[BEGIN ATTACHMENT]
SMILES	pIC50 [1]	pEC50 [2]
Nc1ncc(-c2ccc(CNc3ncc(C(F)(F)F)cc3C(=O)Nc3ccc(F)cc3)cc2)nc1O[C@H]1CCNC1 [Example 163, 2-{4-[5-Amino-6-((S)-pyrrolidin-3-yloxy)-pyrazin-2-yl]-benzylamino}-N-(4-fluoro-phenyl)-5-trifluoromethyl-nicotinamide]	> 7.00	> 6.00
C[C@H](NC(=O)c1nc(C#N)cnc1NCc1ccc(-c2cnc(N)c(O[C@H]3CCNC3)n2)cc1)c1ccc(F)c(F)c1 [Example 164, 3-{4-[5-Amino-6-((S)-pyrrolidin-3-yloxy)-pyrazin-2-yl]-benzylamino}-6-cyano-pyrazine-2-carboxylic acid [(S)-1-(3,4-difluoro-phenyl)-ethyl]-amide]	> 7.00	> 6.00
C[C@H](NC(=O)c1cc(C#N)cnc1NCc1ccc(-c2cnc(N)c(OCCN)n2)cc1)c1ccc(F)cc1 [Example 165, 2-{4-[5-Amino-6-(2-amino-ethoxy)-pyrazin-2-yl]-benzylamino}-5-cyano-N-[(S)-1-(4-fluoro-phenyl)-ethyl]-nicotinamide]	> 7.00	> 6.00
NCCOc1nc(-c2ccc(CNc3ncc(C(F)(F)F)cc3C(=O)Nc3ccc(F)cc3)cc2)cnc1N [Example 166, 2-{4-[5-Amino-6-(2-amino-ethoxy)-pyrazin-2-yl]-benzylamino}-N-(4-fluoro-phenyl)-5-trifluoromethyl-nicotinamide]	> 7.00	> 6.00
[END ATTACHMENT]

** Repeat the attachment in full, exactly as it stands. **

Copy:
SMILES	pIC50 [1]	pEC50 [2]
Nc1ncc(-c2ccc(CNc3ncc(C(F)(F)F)cc3C(=O)Nc3ccc(F)cc3)cc2)nc1O[C@H]1CCNC1 [Example 163, 2-{4-[5-Amino-6-((S)-pyrrolidin-3-yloxy)-pyrazin-2-yl]-benzylamino}-N-(4-fluoro-phenyl)-5-trifluoromethyl-nicotinamide]	> 7.00	> 6.00
C[C@H](NC(=O)c1nc(C#N)cnc1NCc1ccc(-c2cnc(N)c(O[C@H]3CCNC3)n2)cc1)c1ccc(F)c(F)c1 [Example 164, 3-{4-[5-Amino-6-((S)-pyrrolidin-3-yloxy)-pyrazin-2-yl]-benzylamino}-6-cyano-pyrazine-2-carboxylic acid [(S)-1-(3,4-difluoro-phenyl)-ethyl]-amide]	> 7.00	> 6.00
C[C@H](NC(=O)c1cc(C#N)cnc1NCc1ccc(-c2cnc(N)c(OCCN)n2)cc1)c1ccc(F)cc1 [Example 165, 2-{4-[5-Amino-6-(2-amino-ethoxy)-pyrazin-2-yl]-benzylamino}-5-cyano-N-[(S)-1-(4-fluoro-phenyl)-ethyl]-nicotinamide]	> 7.00	> 6.00
NCCOc1nc(-c2ccc(CNc3ncc(C(F)(F)F)cc3C(=O)Nc3ccc(F)cc3)cc2)cnc1N [Example 166, 2-{4-[5-Amino-6-(2-amino-ethoxy)-pyrazin-2-yl]-benzylamino}-N-(4-fluoro-phenyl)-5-trifluoromethyl-nicotinamide]	> 7.00	> 6.00